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Sake No Hana Restaurant – An Interview with Head Chef Hideki Hiwatashi
Sake No Hana Restaurant – An Interview with Head Chef Hideki Hiwatashi

Sake No Hana Restaurant – An Interview with Head Chef Hideki Hiwatashi

28 April 2017 Belphoebe New

Mayfair’s Sake No Hana restaurant thrives on the simplicity and authenticity of Japanese cuisine. An escape from the busy city streets, Sake No Hana is designed to be a haven, evoking the atmosphere of a futuristic forest in rural Japan. This season, the restaurant are celebrating Japan’s Sakura (cherry blossom) season with a dedicated menu and a special new installation by British artist Rebecca Louise Law, bringing the delicate beauty of the cherry blossoms to the restaurant’s interior. We spoke to Head Chef Hideki Hiwatashi, who has spent over 15 years under rigorous training to become one of the most accomplished chefs of Japanese cuisine. He told us about what we can expect from Sake No Hana’s Sakura season and his desire to bring Japan’s focus on regional, natural and above all delicious ingredients to the UK.

London Calling: Can you explain the importance of Sakura season and why Sake no Hana has chosen to celebrate it?
 
Hideki Hiwatashi: Sakura is a highly anticipated sign of spring in Japan, a time to reunite with friends and family and to reflect on the fragility and beauty of life. Hanami, the main ongoing form of celebration, sees a group of friends, family or colleagues gathering together under the blossoming cherry trees with an enormous feast to spend time socialising and enjoying nature.
 
The Sakura-zensen (cherry blossom forecast) is broadcast with the daily weather between February and May in Japan, indicating when the blossom will bloom. The most beautiful blossoms can only be seen for a very short time and they often start to fall at the peak of their beauty. Because of this, they are seen by many Japanese as a reminder that life is beautiful but ephemeral and to make the most of our days.
 
We decided that we would like to bring a taste of this to London and share the joy of celebrating spring with wonderful seasonal foods.



LC: You grew up in Tomakomai which is known for its fresh seafood – what is the story behind you becoming a chef?
 
HH: Tomakomai is a harbour town and is known as the best place to get Hokki clams. It is also surrounded by mountains, where I often went as a child with my father foraging for mountain vegetables. I grew up eating the best of the sea and the mountains, simply prepared without sauce most of the time.  My interest and appreciation of good ingredients stems from this environment. It was on my travels around Australia and USA that I discovered not everyone has the chance to eat this kind of real delicious food, and my dream to be able to cook the best of Japanese food and share it with others became more concrete.

LC: You’ve worked across the world in both Australia and London, but obviously your work is influenced by home. What is it about Japanese cuisine that makes it so uniquely delicious?
 
HH: All areas of Japan are dominated by nature, from the rivers that flow out of the rugged mountains to the sea that surrounds it. All regions have their own specialty meat, fish and vegetables that are a bounty of the particular climate and geography of the region. These specialties are often delicious eaten just as they are. It is very simple food that nourishes the soul and the body. I think that Japanese people brought up on unadorned fresh, seasonal food have developed a keen sense of taste for subtle flavours, umami and a respect for the ingredients. It is this combination of seasonality, locality and a focus on natural flavours that makes Japanese food so delicious.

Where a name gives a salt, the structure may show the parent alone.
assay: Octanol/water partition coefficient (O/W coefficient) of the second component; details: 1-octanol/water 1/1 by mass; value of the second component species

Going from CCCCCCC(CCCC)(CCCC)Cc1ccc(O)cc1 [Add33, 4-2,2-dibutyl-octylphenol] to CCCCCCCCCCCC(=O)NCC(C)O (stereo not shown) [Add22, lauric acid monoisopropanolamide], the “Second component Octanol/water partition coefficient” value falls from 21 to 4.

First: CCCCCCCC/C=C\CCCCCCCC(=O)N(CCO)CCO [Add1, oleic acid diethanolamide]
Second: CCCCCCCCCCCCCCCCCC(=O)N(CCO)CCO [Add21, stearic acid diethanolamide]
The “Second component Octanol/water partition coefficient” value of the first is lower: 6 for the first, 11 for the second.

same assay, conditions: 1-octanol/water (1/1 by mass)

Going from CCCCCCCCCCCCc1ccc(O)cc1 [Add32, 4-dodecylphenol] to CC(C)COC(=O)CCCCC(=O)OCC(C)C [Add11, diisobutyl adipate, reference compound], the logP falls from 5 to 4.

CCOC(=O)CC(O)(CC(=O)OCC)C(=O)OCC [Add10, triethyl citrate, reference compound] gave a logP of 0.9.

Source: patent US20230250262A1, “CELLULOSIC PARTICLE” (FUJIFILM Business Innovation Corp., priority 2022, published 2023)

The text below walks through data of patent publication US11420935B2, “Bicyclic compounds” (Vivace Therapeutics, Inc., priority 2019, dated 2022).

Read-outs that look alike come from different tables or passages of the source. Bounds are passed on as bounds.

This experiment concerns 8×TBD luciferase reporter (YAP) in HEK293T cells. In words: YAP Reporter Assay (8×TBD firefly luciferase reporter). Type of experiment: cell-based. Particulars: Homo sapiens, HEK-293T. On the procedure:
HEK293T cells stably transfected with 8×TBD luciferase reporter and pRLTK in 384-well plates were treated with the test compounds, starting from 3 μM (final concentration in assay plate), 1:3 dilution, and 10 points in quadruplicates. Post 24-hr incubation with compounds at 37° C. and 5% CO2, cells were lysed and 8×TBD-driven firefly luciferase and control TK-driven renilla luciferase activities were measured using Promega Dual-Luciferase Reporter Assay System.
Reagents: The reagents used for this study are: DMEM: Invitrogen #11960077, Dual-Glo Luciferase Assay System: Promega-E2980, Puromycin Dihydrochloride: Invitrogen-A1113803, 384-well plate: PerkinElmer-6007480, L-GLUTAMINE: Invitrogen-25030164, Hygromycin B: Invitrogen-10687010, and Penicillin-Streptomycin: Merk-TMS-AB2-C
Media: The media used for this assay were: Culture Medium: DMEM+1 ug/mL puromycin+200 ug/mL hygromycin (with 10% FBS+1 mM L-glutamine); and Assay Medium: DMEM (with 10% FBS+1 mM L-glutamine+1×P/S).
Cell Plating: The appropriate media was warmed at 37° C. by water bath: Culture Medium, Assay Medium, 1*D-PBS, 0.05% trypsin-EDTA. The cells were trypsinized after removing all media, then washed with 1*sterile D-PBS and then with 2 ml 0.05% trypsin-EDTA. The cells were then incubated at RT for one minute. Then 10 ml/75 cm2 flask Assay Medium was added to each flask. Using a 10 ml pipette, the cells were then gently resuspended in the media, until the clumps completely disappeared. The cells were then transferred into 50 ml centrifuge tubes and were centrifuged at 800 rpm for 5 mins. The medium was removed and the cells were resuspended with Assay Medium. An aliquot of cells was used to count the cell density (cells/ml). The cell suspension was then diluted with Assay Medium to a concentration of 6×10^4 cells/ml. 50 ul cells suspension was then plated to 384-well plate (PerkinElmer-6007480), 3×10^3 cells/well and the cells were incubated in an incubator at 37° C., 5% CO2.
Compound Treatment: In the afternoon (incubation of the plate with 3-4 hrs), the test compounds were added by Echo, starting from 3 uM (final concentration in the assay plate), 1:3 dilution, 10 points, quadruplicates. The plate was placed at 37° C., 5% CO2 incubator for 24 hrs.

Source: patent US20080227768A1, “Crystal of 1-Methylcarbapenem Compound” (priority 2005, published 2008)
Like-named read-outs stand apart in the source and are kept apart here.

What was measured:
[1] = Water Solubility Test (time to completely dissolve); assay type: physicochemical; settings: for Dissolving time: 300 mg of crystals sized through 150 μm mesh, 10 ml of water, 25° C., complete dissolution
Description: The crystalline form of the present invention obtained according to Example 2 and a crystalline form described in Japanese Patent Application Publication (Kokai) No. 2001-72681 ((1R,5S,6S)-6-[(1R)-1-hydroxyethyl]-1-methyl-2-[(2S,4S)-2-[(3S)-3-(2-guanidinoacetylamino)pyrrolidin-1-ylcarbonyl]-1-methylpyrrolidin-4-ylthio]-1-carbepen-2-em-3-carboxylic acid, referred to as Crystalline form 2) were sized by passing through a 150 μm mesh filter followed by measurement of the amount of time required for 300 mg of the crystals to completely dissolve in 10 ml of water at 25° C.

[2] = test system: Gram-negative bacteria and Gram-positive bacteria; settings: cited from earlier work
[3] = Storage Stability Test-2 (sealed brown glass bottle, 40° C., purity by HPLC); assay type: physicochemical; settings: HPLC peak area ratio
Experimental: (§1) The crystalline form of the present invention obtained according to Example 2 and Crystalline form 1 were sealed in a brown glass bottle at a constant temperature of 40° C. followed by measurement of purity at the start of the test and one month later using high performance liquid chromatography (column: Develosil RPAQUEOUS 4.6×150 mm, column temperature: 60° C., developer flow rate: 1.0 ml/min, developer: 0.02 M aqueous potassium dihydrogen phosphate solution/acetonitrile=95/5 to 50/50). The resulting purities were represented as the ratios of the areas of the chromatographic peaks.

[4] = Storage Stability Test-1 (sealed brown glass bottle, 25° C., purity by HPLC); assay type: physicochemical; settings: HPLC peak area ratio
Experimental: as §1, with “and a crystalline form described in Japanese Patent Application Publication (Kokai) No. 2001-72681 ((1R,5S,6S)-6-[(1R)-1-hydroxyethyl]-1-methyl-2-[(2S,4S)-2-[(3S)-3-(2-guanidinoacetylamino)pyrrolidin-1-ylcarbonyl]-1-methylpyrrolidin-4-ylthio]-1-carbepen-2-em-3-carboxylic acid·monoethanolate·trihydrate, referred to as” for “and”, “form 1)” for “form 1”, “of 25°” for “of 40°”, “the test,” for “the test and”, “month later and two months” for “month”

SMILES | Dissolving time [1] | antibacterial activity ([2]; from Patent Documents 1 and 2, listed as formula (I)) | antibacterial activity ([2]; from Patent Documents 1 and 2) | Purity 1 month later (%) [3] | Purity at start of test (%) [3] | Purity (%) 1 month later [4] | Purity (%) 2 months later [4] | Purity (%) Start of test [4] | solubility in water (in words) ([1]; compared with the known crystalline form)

LC: Every effort has been made with the restaurant décor to champion Japanese design, including the bamboo and of course the cherry blossom installation by Rebecca Law. How does this affect the atmosphere of dining at Sake no Hana
 
HH: In Japan, we have a history of living with natural materials. Traditionally, the wooden houses were made with bamboo and paper screens. Not just the houses, but all of the temples and shrines are traditionally built with wood without using nails. The design of Sake no Hana imitates this style of carpentry. The wood design along with the handmade bamboo blinds gives Sake no Hana a very Japanese feel in a way that cannot usually be experienced in the UK and helps to create a special place to step out of the busyness of London and enjoy food with friends, colleagues or family.
 
LC: The experience of running a Japanese restaurant in London must be very different to the restaurants in Japan. What’s it like to share the cuisine of your culture with people from around the world?
 
HH: As a chef, I am very lucky to be in the position of being able to share the tastes of Japan with the international customers of London. The first wave of Japanese food in London was sushi and teppanyaki, closely followed by the growing popularity of the Ramen noodles and udon noodles. Japanese food is much more than noodles and sushi, there are many levels to it. My dream is to be able to share the best of Japanese food using the best of the regional ingredients.


 
LC: Your training to become a chef sounds like it was incredibly challenging and a real endurance test. What’s been the most challenging moment of your career?
 
HH: The training that I went through to be a Kaiseki chef was very hard both physically and mentally, but my biggest challenge was adapting to the kitchens in London. Learning to understand the customer’s tastes and the new styles of ingredients available whilst maintaining the traditions and values of Japanese food is a big journey that I am still on.
 
Sakura Season at Sake No Hana runs until 10 June at Sake No Hana 23 St James's St, St. James's, London SW1A 1HA. Visit their website.

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